For advisors looking to the next stage of functionality here are three best-practice ideas that can be reasonably implemented today to provide a meaningful outcome.
- Enable a CRM culture. Get buy-in from all staff members; train them and start modestly. Staff need to be trained on new systems and empowered to adapt their routines into their daily CRM experience. Give them the bandwidth to define their unique requirements and streamline their workflows with system refinements and re-designs. You should also consider assigning a single person as the CRM “owner,” responsible for creating a CRM culture. Another thought is that many CRMs have white label versions provided by broker-dealers and custodians that have pre-built workflows, libraries of on-demand video tutorials and courses and live WebEx presentations. This is a great starting point, but the theme is to get staff in the habit of treating the CRM as their primary workstation and operational hub.
- Look to automate mundane, repetitive workflows wherever possible. For example, meeting with a prospect and the account opening process for new clients can be streamlined with a workflow which will automatically create a schedule of next steps and alert appropriate staff with assigned tasks. The process of automating a workflow literally starts by structuring the process on a whiteboard, listing out the necessary tasks and subroutines in progressive order until the process is complete. Once designed, you have a roadmap.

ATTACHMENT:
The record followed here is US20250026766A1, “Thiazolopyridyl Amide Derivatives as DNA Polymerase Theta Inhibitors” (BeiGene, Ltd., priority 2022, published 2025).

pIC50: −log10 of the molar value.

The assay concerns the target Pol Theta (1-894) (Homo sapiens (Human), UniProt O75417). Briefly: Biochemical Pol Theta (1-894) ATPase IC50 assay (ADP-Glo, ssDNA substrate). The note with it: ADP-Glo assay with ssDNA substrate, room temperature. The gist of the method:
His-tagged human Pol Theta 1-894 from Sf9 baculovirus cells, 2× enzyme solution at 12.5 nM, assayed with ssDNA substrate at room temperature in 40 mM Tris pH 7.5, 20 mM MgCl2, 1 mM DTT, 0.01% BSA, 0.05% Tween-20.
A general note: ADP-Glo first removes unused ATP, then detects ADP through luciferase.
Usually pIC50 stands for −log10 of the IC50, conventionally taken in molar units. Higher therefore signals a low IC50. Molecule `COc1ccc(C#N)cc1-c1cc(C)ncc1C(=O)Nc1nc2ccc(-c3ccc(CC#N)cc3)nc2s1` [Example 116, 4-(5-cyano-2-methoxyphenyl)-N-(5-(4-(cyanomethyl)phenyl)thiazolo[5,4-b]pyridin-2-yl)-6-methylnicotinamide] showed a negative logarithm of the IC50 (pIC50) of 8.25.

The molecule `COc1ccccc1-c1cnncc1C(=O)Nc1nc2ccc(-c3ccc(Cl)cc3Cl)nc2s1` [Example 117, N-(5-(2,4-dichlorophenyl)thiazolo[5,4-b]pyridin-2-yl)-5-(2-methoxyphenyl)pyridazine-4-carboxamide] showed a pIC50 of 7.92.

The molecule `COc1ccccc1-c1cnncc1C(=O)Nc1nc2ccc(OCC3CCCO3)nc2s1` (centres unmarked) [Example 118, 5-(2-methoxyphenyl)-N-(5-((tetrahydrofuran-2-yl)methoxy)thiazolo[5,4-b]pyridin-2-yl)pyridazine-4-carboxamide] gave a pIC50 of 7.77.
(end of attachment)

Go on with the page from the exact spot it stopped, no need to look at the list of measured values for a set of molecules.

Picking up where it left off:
- Leverage data reports and data mining to prioritize business strategy and optimize the customer experience through engagement. CRMs are designed to collect, organize and manage massive amounts of data providing advisors and their staff the ability to monitor activity, trends and opportunities. If you’re not leveraging your CRM for business analytics, then you are not really using the CRM in any meaningful strategic way. Most CRMs have easily accessible canned reports that can be generated on demand. For example, you can run a report showing the last client communication date or activity. Further, customized reports can be designed for campaigns or other purposes. One thought is to develop a report to track your clients’ lifecycle milestones, such as when they reach 55 years of age. Such information could be used to pivot the dialogue around social security and drawdown strategies. Another report can be used to segment you A, B & C list clients, and so-on.
In closing, as CRMs become more sophisticated, advisors will develop ever more holistic 360-degree views of their clients enabling them to optimize engagement with tailored solutions, providing a world-class client experience. While this is the ultimate purpose of the CRM, the idea is just to get started, even with small steps. Following a path of continuous improvement to automate workflows and create a process-driven practice will protect advisors from ever-increasing competition. Client Relationship Management is already a proven strategy and CRM systems are the tool to execute. Without a doubt, CRM systems will continue to be the single most important technology investment advisors can make.